6 Rampal Singh was not a party to either of the two suits although he was interested in the property to which they related. He was accordingly not bound by the compromise, but on 4th October 1923, the deed of family settlement was entered into by the three members of the family giving effect to the terms of compromise.
7 In the deed Bhagwan Bakhsh Singh, Rampal Singh and Surendra Bikram Singh are referred to as declarant No. 1, declarant No. 2 and declarant No. 3. It recites the suits, the fact of a compromise and the circumstance that Rani Sheoraj Kuar Saheba, the wife of Bhagwan Bakhsh Singh, had died since the making of the compromise and the desire to execute the deed and ratify its terms as a family arrangement. Clause 1 states that the entire property left by Indra Bikram Singh is mentioned in the lists appearing in the deed and is in the deed styled "the property in dispute." List 1 specifies seven villages including the three villages in question; list 2 gives details of the debts of the parties and of Indra Bikram Singh; list 3 specifies other immovable properties; and list 4 gives details of maintenance - holders and recipients of payments as a matter of favour.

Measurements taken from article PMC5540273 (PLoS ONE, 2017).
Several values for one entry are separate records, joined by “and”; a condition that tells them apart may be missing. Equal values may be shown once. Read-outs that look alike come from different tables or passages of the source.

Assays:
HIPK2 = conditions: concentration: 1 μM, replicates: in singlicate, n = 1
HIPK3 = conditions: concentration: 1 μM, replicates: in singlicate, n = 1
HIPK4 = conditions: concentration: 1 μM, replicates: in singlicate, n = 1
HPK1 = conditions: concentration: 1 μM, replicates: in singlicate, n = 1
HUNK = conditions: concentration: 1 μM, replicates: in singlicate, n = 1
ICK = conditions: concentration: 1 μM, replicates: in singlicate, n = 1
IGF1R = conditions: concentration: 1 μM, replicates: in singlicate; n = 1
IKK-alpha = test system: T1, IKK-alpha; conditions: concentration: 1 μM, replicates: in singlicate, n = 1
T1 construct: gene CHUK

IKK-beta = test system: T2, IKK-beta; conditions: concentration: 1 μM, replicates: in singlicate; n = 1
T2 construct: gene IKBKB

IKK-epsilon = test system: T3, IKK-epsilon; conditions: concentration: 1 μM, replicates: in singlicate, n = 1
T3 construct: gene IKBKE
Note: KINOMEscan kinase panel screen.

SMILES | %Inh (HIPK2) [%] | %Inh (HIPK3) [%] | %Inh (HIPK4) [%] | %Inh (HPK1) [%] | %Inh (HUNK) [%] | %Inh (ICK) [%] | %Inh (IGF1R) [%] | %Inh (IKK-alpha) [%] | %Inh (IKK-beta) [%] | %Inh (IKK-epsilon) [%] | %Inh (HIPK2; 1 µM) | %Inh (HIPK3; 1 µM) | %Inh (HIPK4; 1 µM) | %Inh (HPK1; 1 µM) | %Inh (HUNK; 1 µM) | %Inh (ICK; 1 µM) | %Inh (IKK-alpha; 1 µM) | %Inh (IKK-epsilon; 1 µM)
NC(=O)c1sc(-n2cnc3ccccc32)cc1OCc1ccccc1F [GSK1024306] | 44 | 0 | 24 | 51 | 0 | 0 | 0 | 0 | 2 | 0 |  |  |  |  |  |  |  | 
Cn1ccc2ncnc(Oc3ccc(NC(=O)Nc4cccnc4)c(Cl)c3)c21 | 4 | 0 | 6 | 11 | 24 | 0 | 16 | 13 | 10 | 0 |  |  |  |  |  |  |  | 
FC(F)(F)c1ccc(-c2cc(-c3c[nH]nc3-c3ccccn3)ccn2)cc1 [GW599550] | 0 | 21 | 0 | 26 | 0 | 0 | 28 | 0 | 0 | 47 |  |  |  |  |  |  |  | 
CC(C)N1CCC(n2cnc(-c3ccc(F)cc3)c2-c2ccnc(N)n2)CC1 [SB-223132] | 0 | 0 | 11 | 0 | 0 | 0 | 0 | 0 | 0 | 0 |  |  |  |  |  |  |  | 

8 Clauses 3, 4 and 5 of the deed are as follows :